Students who have laboured through three years of intensive training are discovering they cannot find any work or only part-time contracts. In some areas as many as 85 per cent of the latest graduates are unemployed.

The Royal College of Nursing (RCN) has identified a number of areas including Birmingham, Coventry, Sheffield, Surrey and Durham, where September graduates are having difficulty getting jobs.

Gill Robertson, an RCN student adviser, said: "I have never known it this bad. It is a serious problem and one that is going to be exacerbated come the next out-take in February.

"The average age of a student nurse is 29. These are not school-leavers. These are people who have given up jobs, made a proactive decision to take up nursing and worked extremely hard for three years."

Ms Robertson said many hospitals were in serious debt and were being forced to take cost-cutting measures. "It is almost entirely to blame on trust deficits and the fact that trusts are cash-strapped," she said. "It is easiest for them to put a freeze on jobs. The Government really needs to address the deficits."

The RCN is gathering further information on the problem, but already has considerable evidence. In one Birmingham cohort, only 10 to 15 per cent of September-leavers had found a nursing job, while in another Sheffield group, most had only secured part-time contracts.

"It's difficult to track this problem because trusts are not parting with information and they are also masking the problem by giving nurses part-time contracts," Ms Robertson said. "It is extremely short-sighted to make nurses pay because patient care depends on them."

Nursing Standard magazine, which has been investigating the problem for months, said that one university in Hampshire had already told students not to expect any jobs in the NHS. It said at least 1,000 nurses were expected to lose their jobs due to mounting hospital debts, which are set to hit £1bn in acute and community trusts across the country.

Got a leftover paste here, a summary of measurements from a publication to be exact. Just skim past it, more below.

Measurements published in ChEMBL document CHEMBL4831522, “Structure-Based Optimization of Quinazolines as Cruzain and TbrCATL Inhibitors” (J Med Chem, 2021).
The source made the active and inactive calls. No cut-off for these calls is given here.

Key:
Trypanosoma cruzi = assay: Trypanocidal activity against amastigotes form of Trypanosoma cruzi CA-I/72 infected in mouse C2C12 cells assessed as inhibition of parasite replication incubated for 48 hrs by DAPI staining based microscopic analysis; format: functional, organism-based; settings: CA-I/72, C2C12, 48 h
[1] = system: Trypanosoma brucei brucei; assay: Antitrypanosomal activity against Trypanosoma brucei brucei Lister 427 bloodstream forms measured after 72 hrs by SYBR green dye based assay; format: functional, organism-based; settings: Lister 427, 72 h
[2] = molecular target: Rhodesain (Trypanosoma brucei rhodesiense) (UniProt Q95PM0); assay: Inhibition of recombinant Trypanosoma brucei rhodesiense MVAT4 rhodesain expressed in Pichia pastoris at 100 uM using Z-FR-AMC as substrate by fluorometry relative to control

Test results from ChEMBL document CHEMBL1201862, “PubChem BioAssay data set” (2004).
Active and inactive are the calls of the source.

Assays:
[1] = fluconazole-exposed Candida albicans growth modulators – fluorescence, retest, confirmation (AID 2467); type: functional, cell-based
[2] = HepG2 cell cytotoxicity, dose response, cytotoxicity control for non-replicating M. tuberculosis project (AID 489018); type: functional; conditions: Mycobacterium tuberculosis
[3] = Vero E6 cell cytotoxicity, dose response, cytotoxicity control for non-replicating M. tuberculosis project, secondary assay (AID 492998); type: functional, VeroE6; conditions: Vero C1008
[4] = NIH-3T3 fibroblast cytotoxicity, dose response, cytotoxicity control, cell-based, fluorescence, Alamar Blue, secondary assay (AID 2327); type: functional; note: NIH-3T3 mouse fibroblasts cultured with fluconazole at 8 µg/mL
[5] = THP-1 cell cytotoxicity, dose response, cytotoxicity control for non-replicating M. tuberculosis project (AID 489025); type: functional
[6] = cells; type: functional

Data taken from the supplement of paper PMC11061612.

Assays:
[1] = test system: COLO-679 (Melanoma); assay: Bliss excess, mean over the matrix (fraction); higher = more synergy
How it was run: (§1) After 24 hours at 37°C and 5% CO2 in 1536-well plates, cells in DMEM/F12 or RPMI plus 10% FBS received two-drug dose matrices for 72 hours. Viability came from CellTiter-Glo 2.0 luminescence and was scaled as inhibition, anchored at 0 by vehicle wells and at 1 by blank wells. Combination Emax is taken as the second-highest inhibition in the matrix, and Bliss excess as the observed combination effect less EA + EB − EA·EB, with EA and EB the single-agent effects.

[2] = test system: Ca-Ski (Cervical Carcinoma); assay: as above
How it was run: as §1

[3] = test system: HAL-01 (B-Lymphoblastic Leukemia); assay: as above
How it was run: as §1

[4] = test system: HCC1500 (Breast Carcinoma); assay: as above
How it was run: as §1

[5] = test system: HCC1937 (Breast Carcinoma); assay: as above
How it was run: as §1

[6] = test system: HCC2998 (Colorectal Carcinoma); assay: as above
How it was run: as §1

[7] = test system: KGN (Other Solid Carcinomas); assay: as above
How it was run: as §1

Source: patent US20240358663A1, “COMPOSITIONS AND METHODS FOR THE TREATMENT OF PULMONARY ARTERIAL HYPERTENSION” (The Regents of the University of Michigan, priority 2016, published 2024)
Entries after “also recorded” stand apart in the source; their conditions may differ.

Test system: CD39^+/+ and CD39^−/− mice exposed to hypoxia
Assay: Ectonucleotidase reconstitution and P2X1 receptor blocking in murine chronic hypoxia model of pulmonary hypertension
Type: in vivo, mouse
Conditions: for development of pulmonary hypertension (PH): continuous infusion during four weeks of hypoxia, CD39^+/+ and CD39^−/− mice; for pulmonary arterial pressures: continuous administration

Iain Kightley, a member of the RCN's Association of Nursing Students, said: "Out of those who qualified recently at my university [Stirling], 20 out of 65 did not get jobs.

"Some are thinking of quitting their courses and morale is quite low."

A Department of Health spokeswoman said: "There are still lots of jobs in the NHS but we don't have the shortages we once had and there is more competition now. New staff may not always be able to find their first-choice job in their first-choice location and may need to be more flexible."

Helen Scott, 20: 'I'll do anything that pays me'

Despite taking on extra work to support herself as she studied to become a nurse, Helen Scott ended up thousands of pounds in debt.

But instead of being rewarded for three years' toil, she works behind the counter in a corner shop, having spent the past month pulling pints in a pub. Having qualified at Stirling University, she has been unable to find a job in her chosen profession and has also had to take work in supermarkets to support herself.

"I'm prepared to do anything. I'll work on the checkout - anything that pays me," she said. "I have applied for lots of jobs in nursing since the spring but there just isn't anything. In desperation I looked up all the nursing homes near by and phoned them up asking for a job. I'm waiting to hear back."

She is applying for a nursing post in the Royal Air Force and says many fellow students are also struggling to find work.

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